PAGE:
Change for growth 2011 - Why banking and finance must change its approach to employee engagement


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Why the banking & financial services sector needs to adapt its approach to employee engagement

Banking & Financial Services workplace study 2011

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Change for growth 2011 - Why banking and finance must change its approach to employee engagement

  1. 1. Page 1 0f 9Change for growthWhy the banking & financial servicessector needs to adapt its approachto employee engagementBanking & Financial Services workplace study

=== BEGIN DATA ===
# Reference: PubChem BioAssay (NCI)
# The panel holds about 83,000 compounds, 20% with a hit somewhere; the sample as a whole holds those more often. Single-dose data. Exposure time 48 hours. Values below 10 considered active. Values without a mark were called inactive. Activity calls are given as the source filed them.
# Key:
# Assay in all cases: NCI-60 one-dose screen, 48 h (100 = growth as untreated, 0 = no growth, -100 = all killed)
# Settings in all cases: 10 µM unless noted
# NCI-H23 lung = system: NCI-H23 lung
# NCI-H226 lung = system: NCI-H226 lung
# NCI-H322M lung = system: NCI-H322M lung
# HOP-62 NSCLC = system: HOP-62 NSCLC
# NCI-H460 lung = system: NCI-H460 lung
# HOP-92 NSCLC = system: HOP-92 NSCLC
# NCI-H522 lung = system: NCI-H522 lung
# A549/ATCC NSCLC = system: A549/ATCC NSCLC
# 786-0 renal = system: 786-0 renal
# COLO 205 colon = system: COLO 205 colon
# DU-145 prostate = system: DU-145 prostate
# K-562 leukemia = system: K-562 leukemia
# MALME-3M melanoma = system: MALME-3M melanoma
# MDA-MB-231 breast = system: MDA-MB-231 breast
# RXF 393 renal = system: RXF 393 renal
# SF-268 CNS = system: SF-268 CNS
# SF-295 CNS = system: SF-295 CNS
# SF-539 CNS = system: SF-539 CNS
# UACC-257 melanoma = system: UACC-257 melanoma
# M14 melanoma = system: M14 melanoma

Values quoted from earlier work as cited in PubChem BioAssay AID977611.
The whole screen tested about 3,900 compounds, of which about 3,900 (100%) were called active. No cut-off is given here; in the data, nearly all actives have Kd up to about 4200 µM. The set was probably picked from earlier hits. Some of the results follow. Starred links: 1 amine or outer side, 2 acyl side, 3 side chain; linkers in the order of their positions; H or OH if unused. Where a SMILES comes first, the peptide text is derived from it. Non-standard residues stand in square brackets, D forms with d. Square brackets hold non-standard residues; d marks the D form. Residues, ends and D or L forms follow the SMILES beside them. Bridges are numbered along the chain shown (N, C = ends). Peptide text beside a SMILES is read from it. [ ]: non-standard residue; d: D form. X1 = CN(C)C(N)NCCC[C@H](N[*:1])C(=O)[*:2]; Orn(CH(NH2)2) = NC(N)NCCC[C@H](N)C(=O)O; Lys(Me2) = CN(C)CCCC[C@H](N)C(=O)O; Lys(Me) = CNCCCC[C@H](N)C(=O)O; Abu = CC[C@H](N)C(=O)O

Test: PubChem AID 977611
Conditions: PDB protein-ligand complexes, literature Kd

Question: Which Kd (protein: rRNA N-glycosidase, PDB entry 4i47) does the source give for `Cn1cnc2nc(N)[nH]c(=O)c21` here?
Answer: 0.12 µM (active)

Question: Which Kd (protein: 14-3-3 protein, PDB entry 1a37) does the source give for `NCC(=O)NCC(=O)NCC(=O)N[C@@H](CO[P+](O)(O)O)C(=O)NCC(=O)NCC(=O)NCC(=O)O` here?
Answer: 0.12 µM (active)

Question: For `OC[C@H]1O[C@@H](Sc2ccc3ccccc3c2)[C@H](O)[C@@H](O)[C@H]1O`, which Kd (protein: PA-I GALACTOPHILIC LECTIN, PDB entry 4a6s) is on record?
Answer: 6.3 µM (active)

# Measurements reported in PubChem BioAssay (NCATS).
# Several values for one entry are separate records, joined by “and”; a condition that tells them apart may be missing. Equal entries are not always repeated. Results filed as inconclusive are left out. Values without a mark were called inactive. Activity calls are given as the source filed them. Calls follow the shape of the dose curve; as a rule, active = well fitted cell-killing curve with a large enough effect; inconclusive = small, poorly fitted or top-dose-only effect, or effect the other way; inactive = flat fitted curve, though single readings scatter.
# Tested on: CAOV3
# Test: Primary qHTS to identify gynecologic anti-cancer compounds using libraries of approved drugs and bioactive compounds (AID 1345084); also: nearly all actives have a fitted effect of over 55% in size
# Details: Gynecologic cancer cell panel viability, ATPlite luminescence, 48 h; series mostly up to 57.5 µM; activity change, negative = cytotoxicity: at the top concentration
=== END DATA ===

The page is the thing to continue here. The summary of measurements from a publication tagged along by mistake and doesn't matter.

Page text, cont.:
2. 2. Badenoch & Clark / Banking & Financial Services workplace study 2011 Page 2 0f 9Change for growthBanking & Financial Services workplace study 2011 Foreword On the surface, it appears that the banking & financial services The landscape also continues to change at a fast pace. Many sector is fully on the road to recovery – confidence is growing, organisations have gone through, and continue to go through, organisations are expanding into new areas and job volumes large-scale transformational programmes, and the skills and are still continuing to rise. Yet dig deeper, and confidence is attributes that a professional needs to bring to the table is still tempered by caution. Employees remain disengaged and changing. The continual introduction of new legislation and concerned for their future, still haunted by the redundancies regulations is also creating new demands within the sector, and job insecurity of the past few years. and is bringing new pressures with it. It’s been a difficult time for senior managers. Issues to address have bordered on crisis management and they’ve taken decisive action. Now, however, is time to turn attention back to their people. To push ahead with growth plans and retain and attract talent, management needs to ensure the message of confidence gets through; they need to reward loyalty, and demonstrate that Kay Senior things are more positive and secure. Operations Director, Banking & Financial ServicesAt a glance• The sector continues to recover from the • Employees’ motivations are changing but • Organisations need to focus their recession; most employers are looking to employers have been slow to catch on – attentions on employee engagement increase their headcount this year, either money is no longer a key motivator with – a significant number of employees are through growth in existing or new areas quality of work and career progression not engaged and are looking to quality of business favoured over bonus levels. Work-life of management and communication balance is also increasing in importance. from leadership as the key factor in• Recruitment remains a key challenge addressing this. for employers – almost half believe it’s • The ideal attributes and skillset of harder to attract and retain talent now a financial services professional is • Offshoring is the most common strategy than 12 months ago. changing – employers are placing even being undertaken by organisations keen more emphasis on strong communication on driving cost-efficiencies and process• The recession has left its legacy – skills and analytical skills compared efficiency; however organisations need employees remain concerned about to last year. Understanding financial to ensure that the necessary controls redundancies, and are not aware of services legislation is also being are in place in order to create an increasing job opportunities while increasingly valued, alongside people effective strategy. negative public perception has made the management skills. sector a less attractive place to